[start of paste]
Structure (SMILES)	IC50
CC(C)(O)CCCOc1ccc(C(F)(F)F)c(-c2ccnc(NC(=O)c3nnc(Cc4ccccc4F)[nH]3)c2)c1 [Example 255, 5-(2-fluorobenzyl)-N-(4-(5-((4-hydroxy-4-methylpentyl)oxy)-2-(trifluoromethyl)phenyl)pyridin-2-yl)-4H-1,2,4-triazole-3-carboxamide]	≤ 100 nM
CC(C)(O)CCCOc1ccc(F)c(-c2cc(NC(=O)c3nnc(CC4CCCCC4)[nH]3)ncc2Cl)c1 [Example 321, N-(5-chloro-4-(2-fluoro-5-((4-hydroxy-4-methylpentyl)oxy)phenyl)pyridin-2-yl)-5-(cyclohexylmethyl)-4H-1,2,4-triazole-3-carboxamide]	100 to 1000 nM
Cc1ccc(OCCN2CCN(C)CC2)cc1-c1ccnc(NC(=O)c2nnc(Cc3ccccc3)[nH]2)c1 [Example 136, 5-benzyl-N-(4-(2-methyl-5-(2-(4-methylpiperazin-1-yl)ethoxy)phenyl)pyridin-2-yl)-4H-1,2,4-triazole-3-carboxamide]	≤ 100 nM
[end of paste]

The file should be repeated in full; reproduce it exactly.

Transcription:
Structure (SMILES)	IC50
CC(C)(O)CCCOc1ccc(C(F)(F)F)c(-c2ccnc(NC(=O)c3nnc(Cc4ccccc4F)[nH]3)c2)c1 [Example 255, 5-(2-fluorobenzyl)-N-(4-(5-((4-hydroxy-4-methylpentyl)oxy)-2-(trifluoromethyl)phenyl)pyridin-2-yl)-4H-1,2,4-triazole-3-carboxamide]	≤ 100 nM
CC(C)(O)CCCOc1ccc(F)c(-c2cc(NC(=O)c3nnc(CC4CCCCC4)[nH]3)ncc2Cl)c1 [Example 321, N-(5-chloro-4-(2-fluoro-5-((4-hydroxy-4-methylpentyl)oxy)phenyl)pyridin-2-yl)-5-(cyclohexylmethyl)-4H-1,2,4-triazole-3-carboxamide]	100 to 1000 nM
Cc1ccc(OCCN2CCN(C)CC2)cc1-c1ccnc(NC(=O)c2nnc(Cc3ccccc3)[nH]2)c1 [Example 136, 5-benzyl-N-(4-(2-methyl-5-(2-(4-methylpiperazin-1-yl)ethoxy)phenyl)pyridin-2-yl)-4H-1,2,4-triazole-3-carboxamide]	≤ 100 nM